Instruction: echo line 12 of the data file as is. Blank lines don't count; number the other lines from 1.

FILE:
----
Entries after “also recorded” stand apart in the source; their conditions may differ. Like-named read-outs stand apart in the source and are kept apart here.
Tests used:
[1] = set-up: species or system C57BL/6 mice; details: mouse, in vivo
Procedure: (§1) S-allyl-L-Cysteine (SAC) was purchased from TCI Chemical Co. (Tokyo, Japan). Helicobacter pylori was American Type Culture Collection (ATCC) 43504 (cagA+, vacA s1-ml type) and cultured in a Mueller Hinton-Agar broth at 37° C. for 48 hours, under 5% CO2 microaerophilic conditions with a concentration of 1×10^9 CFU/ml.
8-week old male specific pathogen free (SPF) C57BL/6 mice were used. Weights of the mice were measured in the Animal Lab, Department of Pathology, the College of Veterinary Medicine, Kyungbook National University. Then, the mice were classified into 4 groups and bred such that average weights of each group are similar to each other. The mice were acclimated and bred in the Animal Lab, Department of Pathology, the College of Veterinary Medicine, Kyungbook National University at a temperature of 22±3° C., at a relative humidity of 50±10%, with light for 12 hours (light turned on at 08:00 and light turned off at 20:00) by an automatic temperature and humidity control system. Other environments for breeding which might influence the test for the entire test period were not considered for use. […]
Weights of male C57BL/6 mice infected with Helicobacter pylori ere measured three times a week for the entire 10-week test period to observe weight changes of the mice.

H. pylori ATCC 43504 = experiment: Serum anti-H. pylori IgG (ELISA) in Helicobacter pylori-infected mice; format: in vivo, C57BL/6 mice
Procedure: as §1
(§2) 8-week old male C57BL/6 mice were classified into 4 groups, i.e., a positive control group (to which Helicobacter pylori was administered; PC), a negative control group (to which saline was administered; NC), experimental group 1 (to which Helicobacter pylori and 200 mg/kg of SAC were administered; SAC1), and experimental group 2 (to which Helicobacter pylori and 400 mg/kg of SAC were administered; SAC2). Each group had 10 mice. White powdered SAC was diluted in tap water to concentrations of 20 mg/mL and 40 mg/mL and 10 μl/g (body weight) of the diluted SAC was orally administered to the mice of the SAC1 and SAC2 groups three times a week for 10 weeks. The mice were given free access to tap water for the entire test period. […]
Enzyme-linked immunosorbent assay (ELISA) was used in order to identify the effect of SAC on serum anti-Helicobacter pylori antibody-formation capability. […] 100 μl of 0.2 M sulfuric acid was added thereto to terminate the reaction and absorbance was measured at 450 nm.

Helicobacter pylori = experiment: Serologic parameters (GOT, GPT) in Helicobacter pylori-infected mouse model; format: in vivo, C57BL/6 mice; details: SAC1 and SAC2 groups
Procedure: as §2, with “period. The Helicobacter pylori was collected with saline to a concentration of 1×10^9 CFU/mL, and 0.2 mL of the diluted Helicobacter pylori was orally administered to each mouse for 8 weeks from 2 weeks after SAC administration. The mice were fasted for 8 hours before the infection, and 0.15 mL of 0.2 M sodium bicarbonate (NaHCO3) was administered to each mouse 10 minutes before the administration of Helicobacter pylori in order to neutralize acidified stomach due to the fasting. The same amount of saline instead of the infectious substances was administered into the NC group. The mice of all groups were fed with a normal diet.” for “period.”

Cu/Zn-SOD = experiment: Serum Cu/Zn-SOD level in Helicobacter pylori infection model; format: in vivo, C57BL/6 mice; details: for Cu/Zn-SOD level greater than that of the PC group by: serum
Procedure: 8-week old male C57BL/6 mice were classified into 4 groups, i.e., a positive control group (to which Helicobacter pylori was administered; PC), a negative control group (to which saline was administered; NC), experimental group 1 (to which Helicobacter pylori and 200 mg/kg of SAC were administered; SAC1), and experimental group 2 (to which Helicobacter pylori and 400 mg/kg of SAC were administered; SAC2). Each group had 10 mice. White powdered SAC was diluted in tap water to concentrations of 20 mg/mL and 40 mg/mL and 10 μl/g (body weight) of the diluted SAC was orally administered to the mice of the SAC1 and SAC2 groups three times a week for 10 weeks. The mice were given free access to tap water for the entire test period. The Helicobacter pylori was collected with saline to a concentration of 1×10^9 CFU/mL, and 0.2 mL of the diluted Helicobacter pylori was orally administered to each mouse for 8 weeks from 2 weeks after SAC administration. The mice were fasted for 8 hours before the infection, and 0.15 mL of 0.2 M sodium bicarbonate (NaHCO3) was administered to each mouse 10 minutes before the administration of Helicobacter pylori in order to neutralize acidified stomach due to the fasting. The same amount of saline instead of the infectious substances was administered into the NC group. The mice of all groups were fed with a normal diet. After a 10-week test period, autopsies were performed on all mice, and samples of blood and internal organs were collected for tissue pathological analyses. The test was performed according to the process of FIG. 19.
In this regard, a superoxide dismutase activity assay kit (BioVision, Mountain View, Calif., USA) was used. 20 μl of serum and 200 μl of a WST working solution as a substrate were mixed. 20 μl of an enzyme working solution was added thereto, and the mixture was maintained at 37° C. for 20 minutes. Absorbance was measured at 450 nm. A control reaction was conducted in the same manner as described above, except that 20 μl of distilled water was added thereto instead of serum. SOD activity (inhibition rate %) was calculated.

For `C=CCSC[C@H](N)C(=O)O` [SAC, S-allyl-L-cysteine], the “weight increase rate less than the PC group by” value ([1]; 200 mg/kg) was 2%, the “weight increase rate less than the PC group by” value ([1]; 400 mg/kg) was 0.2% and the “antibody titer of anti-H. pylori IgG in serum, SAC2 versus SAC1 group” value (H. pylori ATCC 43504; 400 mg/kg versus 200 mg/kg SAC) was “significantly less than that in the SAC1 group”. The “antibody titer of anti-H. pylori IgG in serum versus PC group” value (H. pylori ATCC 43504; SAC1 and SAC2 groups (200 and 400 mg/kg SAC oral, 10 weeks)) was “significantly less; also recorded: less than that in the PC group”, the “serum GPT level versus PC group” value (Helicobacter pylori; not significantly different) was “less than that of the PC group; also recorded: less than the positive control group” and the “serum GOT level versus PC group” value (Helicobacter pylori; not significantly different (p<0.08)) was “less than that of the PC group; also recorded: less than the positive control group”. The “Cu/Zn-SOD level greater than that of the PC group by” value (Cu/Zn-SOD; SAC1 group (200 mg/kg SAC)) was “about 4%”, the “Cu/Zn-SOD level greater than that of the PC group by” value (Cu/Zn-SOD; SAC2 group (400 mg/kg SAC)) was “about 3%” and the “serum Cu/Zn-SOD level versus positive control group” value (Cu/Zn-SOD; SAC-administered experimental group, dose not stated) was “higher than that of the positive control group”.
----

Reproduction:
Procedure: as §2, with “period. The Helicobacter pylori was collected with saline to a concentration of 1×10^9 CFU/mL, and 0.2 mL of the diluted Helicobacter pylori was orally administered to each mouse for 8 weeks from 2 weeks after SAC administration. The mice were fasted for 8 hours before the infection, and 0.15 mL of 0.2 M sodium bicarbonate (NaHCO3) was administered to each mouse 10 minutes before the administration of Helicobacter pylori in order to neutralize acidified stomach due to the fasting. The same amount of saline instead of the infectious substances was administered into the NC group. The mice of all groups were fed with a normal diet.” for “period.”